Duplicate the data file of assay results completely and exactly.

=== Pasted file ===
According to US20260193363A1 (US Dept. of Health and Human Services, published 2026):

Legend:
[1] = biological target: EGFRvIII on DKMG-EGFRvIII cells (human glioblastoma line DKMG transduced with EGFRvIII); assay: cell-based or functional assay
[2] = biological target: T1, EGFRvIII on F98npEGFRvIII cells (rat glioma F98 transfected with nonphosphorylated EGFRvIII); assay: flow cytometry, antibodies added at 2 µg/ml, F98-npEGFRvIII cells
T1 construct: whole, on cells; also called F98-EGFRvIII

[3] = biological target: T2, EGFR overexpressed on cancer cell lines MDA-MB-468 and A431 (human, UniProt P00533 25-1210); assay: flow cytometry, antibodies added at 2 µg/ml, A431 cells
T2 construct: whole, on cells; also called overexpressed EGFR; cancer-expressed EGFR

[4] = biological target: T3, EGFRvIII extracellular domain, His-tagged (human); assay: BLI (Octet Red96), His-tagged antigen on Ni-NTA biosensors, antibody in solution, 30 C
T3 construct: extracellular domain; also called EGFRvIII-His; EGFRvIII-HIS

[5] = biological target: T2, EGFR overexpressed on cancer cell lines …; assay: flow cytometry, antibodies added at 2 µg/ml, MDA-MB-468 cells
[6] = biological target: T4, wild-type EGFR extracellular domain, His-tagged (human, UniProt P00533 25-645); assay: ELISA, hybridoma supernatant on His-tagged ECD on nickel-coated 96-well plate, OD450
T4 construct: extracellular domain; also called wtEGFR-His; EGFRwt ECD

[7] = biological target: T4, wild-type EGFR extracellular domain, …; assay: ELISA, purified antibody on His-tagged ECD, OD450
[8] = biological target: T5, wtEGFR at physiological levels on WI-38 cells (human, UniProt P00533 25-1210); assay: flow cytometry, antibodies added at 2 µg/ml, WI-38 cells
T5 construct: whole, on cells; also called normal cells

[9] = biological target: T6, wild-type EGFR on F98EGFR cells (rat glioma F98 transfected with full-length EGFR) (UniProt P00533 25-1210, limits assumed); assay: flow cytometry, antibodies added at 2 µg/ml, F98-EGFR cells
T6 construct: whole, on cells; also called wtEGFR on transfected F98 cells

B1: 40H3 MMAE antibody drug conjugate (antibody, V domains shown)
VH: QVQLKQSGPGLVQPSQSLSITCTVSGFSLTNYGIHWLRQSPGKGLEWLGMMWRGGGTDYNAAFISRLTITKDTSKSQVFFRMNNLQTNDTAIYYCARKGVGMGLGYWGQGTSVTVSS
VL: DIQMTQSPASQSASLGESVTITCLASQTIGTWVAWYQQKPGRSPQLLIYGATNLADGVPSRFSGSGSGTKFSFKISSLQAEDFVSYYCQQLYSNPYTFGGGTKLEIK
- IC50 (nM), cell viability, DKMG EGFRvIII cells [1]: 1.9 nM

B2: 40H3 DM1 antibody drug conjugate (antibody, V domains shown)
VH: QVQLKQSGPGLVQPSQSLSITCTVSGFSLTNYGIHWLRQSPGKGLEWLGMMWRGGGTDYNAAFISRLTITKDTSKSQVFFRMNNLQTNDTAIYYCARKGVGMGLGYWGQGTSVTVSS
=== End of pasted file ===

According to US20260193363A1 (US Dept. of Health and Human Services, published 2026):

Legend:
[1] = biological target: EGFRvIII on DKMG-EGFRvIII cells (human glioblastoma line DKMG transduced with EGFRvIII); assay: cell-based or functional assay
[2] = biological target: T1, EGFRvIII on F98npEGFRvIII cells (rat glioma F98 transfected with nonphosphorylated EGFRvIII); assay: flow cytometry, antibodies added at 2 µg/ml, F98-npEGFRvIII cells
T1 construct: whole, on cells; also called F98-EGFRvIII

[3] = biological target: T2, EGFR overexpressed on cancer cell lines MDA-MB-468 and A431 (human, UniProt P00533 25-1210); assay: flow cytometry, antibodies added at 2 µg/ml, A431 cells
T2 construct: whole, on cells; also called overexpressed EGFR; cancer-expressed EGFR

[4] = biological target: T3, EGFRvIII extracellular domain, His-tagged (human); assay: BLI (Octet Red96), His-tagged antigen on Ni-NTA biosensors, antibody in solution, 30 C
T3 construct: extracellular domain; also called EGFRvIII-His; EGFRvIII-HIS

[5] = biological target: T2, EGFR overexpressed on cancer cell lines …; assay: flow cytometry, antibodies added at 2 µg/ml, MDA-MB-468 cells
[6] = biological target: T4, wild-type EGFR extracellular domain, His-tagged (human, UniProt P00533 25-645); assay: ELISA, hybridoma supernatant on His-tagged ECD on nickel-coated 96-well plate, OD450
T4 construct: extracellular domain; also called wtEGFR-His; EGFRwt ECD

[7] = biological target: T4, wild-type EGFR extracellular domain, …; assay: ELISA, purified antibody on His-tagged ECD, OD450
[8] = biological target: T5, wtEGFR at physiological levels on WI-38 cells (human, UniProt P00533 25-1210); assay: flow cytometry, antibodies added at 2 µg/ml, WI-38 cells
T5 construct: whole, on cells; also called normal cells

[9] = biological target: T6, wild-type EGFR on F98EGFR cells (rat glioma F98 transfected with full-length EGFR) (UniProt P00533 25-1210, limits assumed); assay: flow cytometry, antibodies added at 2 µg/ml, F98-EGFR cells
T6 construct: whole, on cells; also called wtEGFR on transfected F98 cells

B1: 40H3 MMAE antibody drug conjugate (antibody, V domains shown)
VH: QVQLKQSGPGLVQPSQSLSITCTVSGFSLTNYGIHWLRQSPGKGLEWLGMMWRGGGTDYNAAFISRLTITKDTSKSQVFFRMNNLQTNDTAIYYCARKGVGMGLGYWGQGTSVTVSS
VL: DIQMTQSPASQSASLGESVTITCLASQTIGTWVAWYQQKPGRSPQLLIYGATNLADGVPSRFSGSGSGTKFSFKISSLQAEDFVSYYCQQLYSNPYTFGGGTKLEIK
- IC50 (nM), cell viability, DKMG EGFRvIII cells [1]: 1.9 nM

B2: 40H3 DM1 antibody drug conjugate (antibody, V domains shown)
VH: QVQLKQSGPGLVQPSQSLSITCTVSGFSLTNYGIHWLRQSPGKGLEWLGMMWRGGGTDYNAAFISRLTITKDTSKSQVFFRMNNLQTNDTAIYYCARKGVGMGLGYWGQGTSVTVSS